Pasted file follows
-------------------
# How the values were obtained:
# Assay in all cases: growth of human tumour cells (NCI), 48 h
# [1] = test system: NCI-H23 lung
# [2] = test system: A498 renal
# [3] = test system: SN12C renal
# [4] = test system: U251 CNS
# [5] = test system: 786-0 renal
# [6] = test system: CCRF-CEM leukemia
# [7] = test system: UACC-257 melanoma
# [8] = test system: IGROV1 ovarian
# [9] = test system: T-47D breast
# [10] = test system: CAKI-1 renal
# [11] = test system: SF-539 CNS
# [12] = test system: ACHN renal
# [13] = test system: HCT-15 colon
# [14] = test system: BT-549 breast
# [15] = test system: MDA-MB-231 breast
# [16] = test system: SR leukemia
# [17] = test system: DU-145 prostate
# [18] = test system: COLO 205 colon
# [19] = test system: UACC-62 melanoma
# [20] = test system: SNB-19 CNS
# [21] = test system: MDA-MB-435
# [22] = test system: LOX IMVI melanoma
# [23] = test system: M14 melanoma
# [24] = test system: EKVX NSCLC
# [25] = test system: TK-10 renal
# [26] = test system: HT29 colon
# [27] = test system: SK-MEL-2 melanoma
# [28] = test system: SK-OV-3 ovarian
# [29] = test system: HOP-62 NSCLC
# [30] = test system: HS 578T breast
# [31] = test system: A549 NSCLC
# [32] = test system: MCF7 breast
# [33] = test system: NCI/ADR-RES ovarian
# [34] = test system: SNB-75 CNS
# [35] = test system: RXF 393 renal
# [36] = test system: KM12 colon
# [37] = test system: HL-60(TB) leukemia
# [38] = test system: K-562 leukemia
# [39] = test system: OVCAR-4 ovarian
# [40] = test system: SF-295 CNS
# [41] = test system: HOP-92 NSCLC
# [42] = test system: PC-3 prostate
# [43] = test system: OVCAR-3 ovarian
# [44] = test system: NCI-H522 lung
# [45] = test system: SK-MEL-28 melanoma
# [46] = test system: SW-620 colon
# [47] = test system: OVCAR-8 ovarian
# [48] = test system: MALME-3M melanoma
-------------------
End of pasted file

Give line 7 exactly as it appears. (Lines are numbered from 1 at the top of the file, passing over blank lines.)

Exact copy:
# [5] = test system: 786-0 renal